Cohen was nervous about the title of “Hatred of Capitalism” and its unorthodox mix of fiction, interview, manifesto and theory, but in the end gave in to Kraus and Lotringer. “They are what they are,” he sighs.
Like most small presses, Semiotext(e) is the product of the artistic and intellectual sensibilities of its editors.
On the surface, Chris Kraus and Sylvere Lotringer (who have been married since the late ’80s) couldn’t be more different. Kraus was born to a working class Bronx Jewish family, raised in New Zealand before moving to the East Village in the late ’70s to be an artist, and now lives in Los Angeles and teaches writing at Art Center.
Lotringer was a hidden child in France during the Holocaust, earned his doctorate in semiotics at the Sorbonne under Roland Barthes, and has taught in the French department at Columbia University since 1972. They found common ground in making outrage a source of philosophical insight.
Because of his experiences of changing his name and going into hiding with his parents in the French countryside to escape the Holocaust, Lotringer says he became a specialist in French writing of the 1930s and 40s. The nihilism and mysticism, often bound up in anti-Semitism, of Celine and Simone Weil continually pulls Lotringer back to an era that still haunts him.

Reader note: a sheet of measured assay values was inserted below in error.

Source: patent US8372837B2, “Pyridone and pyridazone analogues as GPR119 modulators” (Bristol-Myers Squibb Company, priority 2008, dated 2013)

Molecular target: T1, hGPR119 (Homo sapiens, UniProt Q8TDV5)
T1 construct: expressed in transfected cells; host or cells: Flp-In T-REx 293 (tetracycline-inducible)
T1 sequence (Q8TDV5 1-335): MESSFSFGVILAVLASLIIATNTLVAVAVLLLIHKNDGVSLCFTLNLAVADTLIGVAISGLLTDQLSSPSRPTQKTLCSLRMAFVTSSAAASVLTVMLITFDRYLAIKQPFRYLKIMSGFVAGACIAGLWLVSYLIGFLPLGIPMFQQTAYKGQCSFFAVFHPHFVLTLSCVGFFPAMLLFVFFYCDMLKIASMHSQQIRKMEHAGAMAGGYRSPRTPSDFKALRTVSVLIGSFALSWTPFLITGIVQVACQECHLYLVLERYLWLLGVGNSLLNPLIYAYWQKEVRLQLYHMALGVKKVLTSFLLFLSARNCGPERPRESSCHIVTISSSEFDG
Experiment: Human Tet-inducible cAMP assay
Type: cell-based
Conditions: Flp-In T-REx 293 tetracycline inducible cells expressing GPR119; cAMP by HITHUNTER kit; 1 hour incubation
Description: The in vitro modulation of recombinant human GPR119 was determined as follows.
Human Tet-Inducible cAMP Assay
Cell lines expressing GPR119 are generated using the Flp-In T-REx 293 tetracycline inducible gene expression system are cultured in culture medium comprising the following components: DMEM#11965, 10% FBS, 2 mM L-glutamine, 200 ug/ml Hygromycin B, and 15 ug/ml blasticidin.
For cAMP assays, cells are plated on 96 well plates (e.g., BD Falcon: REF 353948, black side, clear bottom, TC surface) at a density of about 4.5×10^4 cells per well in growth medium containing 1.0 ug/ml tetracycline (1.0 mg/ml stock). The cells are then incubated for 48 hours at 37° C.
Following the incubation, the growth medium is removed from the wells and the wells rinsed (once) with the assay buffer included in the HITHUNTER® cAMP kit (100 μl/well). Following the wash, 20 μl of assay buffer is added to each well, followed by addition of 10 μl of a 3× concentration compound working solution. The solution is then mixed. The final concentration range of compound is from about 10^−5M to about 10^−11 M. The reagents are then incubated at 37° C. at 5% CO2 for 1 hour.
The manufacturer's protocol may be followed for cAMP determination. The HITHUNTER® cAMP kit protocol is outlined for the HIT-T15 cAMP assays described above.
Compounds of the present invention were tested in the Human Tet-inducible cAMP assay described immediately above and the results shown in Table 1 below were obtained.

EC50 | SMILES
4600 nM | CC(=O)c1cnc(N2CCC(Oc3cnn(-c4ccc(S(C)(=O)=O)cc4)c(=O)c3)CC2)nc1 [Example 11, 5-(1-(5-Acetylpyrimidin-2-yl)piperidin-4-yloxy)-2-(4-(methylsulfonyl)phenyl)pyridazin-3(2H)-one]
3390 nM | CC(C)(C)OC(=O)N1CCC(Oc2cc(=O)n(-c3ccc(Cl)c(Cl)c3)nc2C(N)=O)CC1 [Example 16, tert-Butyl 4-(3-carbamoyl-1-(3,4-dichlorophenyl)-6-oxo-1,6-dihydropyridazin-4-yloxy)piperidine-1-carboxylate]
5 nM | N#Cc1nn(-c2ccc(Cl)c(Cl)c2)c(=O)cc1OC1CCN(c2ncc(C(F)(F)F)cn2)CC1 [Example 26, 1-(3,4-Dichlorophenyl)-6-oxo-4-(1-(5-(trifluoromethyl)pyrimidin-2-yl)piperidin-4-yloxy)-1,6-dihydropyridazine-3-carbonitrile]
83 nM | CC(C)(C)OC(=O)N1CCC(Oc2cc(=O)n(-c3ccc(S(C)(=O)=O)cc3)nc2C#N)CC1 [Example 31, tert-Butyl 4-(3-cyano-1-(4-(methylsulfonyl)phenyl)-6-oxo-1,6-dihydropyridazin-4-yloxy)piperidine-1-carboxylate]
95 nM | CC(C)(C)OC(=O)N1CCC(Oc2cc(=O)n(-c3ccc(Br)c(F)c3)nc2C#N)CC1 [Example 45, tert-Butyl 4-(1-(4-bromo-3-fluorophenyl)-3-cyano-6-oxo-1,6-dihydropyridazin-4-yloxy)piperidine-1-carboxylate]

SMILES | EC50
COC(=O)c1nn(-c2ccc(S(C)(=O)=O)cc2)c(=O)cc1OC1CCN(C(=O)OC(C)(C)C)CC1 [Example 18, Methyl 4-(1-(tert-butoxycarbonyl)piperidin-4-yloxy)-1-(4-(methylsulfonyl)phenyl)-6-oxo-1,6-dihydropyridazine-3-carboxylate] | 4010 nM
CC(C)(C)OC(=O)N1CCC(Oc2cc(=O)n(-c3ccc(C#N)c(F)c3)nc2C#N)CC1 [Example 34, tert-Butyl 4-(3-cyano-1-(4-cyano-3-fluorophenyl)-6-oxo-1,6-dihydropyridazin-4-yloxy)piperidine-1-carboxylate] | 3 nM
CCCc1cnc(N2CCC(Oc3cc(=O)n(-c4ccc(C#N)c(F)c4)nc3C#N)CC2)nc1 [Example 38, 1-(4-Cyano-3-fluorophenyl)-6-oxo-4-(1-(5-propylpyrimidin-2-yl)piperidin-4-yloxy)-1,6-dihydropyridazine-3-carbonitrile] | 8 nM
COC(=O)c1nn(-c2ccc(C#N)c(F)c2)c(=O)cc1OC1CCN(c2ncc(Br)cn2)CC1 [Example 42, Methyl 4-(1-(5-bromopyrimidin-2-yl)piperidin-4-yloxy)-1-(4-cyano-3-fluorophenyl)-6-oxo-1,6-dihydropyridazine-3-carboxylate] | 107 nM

Lotringer says he “closed himself off” from his own experiences, using a French expression, “living beside my shoes,” to describe his feeling of detachment. “I was dead before being alive. It made me reckless, I had nothing to lose. Maybe that’s why I started Semiotext(e).”
Lotringer established Semiotext(e) in 1973 as a magazine to “circulate ideas very relevant to the late stage of capitalism we’re in.” He soon diversified the groundbreaking press, adding strident voices from far outside academia, from composer John Cage to the German radical Ulrike Meinhof.
Though he was fervently Zionist during his youth, Lotringer has never written about his Jewish background. Now he is searching for funding to hire someone to edit the writings of Amira Hass, an Israeli journalist living in the Palestinian territories. “Like most Jews, I’m reluctant to do anything to affect Israel, but I think it’s going the wrong way.”
Like the desire to produce the Hass book, the move to end a nearly 20-year relationship with Autonomedia founder Jim Fleming may be connected to Lotringer’s awakening to his past. A few years ago, as he was turning 60 and learning more about the experiences of other hidden children, Lotringer began therapy.
“He had been completely passive for 10 or 15 years, letting Jim run it into the ground. Semiotext(e) is Sylvere’s lifework, it was worth preserving and saving,” said Chris Kraus, who likened the extraction from Autonomedia to “a divorce.”
When reached in Brooklyn on Friday, Jim Fleming said he did not wish to comment for this article.